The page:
Grad Student Spotlight: Cat Williams

  Growing up, the only constant in my life was school. As an introverted impoverished kid, I was definitely easy to overlook. However, time and time again, teachers would turn towards me and offer a kind word, a gesture of compassion, or opportunities for hope. From elementary school and through my undergraduate studies, phenomenal educators … Continue reading Grad Student Spotlight: Cat Williams

Unlearning Linguistic Trauma: Identifying Broken Perceptions in the Composition Classroom

“They call it broken language but we say broken to who? — Dye Scott-Rhodan One Sunday after church, my Aunt Peach was wearing a new dress and my mama said, “Peach! Girl, that dress is bad!” My eyes widened as I squeezed her hand and said, “Mama!” I was about six years old and quickly … Continue reading Unlearning Linguistic Trauma: Identifying Broken Perceptions in the Composition Classroom

Fred Moten’s Anassignment Letters

When New York University Professor Fred Moten, a renowned literary theorist and poet, came to speak at Kansas State last month as part of the 27th Annual Cultural Studies Symposium, he stressed that he wasn't going to give a typical lecture. Instead, he called his talk “The Anassignment Letters,” which stems from his ongoing dialogue … Continue reading Fred Moten’s Anassignment Letters

Grad Student Spotlight: Jamie Teixeira

I’ve always been an avid reader of children’s books. I remember when most kids my age would get in trouble for running or playing catch in the house and other unruly activities, while I was grounded from reading because it was a distraction from my chores. For me, children’s literature is not something that people … Continue reading Grad Student Spotlight: Jamie Teixeira

Office Space: Dan Hoyt

All right, y'all, we're taking our shelfie game up a notch. In this new, somewhat regular feature called Office Space (yes, that's reference to the cult movie famous for "pieces of flair"), we'll take you into the the native habitat of the English professor, the somewhat cluttered office, and give you a tour of objects … Continue reading Office Space: Dan Hoyt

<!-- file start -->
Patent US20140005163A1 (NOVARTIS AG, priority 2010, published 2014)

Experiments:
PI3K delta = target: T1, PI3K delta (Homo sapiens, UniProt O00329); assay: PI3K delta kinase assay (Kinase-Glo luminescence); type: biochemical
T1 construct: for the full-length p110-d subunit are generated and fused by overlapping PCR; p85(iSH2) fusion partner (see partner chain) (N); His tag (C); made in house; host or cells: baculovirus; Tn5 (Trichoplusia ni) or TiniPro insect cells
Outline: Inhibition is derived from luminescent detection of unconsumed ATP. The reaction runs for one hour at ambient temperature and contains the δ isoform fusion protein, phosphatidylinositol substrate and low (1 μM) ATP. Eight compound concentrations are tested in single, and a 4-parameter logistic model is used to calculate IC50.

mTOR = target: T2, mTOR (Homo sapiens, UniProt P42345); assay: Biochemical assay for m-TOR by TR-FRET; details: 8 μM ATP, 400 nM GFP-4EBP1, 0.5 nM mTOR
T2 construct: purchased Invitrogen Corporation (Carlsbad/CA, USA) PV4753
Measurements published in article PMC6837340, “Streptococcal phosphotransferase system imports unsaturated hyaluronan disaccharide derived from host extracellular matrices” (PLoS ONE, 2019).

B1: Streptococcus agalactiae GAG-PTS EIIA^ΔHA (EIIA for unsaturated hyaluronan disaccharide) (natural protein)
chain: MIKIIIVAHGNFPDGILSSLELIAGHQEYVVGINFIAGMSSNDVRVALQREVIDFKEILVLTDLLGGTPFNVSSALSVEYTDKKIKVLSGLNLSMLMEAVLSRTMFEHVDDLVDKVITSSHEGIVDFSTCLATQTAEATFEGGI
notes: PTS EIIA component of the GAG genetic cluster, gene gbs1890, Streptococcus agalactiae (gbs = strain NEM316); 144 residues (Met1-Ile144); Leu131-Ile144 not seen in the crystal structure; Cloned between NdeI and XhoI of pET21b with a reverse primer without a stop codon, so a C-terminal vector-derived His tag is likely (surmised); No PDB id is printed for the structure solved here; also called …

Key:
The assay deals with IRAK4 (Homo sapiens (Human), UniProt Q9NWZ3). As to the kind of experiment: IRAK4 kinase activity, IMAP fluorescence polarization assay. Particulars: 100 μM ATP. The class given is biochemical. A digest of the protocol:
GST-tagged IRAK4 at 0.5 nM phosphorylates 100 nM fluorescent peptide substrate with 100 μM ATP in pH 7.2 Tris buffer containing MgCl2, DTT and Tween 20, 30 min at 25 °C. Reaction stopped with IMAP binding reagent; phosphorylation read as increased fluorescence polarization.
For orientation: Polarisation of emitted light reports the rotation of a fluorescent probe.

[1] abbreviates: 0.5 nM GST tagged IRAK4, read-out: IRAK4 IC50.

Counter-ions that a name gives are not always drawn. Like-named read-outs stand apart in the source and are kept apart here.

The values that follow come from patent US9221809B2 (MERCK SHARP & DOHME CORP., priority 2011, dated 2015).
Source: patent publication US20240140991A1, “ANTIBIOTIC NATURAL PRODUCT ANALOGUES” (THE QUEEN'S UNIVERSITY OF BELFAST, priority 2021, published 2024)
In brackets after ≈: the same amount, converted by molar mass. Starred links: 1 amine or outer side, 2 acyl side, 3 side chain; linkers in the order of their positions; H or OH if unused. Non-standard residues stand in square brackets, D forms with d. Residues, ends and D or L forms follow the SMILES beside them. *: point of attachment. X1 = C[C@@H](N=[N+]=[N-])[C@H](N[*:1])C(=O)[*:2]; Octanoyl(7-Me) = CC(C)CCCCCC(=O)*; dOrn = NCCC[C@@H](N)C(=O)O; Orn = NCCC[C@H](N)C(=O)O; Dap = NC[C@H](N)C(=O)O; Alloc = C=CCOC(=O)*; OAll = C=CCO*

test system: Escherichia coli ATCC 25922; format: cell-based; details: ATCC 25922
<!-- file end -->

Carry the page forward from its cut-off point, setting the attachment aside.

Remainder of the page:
Literature of Aging

“Let’s read that one first!” Frances suggested in response to my account of student squeamishness about a story by Ethan Canin, “We are Nighttime Travelers.” This story ends with a subtle depiction of an intimate moment between a long-married couple, a moment that has prompted an involuntary response from twenty year olds: “Oooh, gross!” Frances’s … Continue reading Literature of Aging

Love Letters to Mary Shelley

The Kansas State English Department celebrated Valentine's Day in the traditional way — you know, by talking about a creature with a stolen heart. In five short talks marking the bicentennial of Mary Shelley's Frankenstein, K-State graduate students and faculty members expressed their love for this groundbreaking work, examined the book's ongoing cultural resonance, and … Continue reading Love Letters to Mary Shelley

Grad Student Spotlight: Brittany Roberts

As anyone who knows me can tell you, I’m obsessed with fairy tales—particularly with animal/monster groom tales. Using a paper I wrote for the lovely Anne Philips during my undergrad as the background for my graduate project, I have taken my love of fairy tales to a new level. My project focuses on two 21st-century … Continue reading Grad Student Spotlight: Brittany Roberts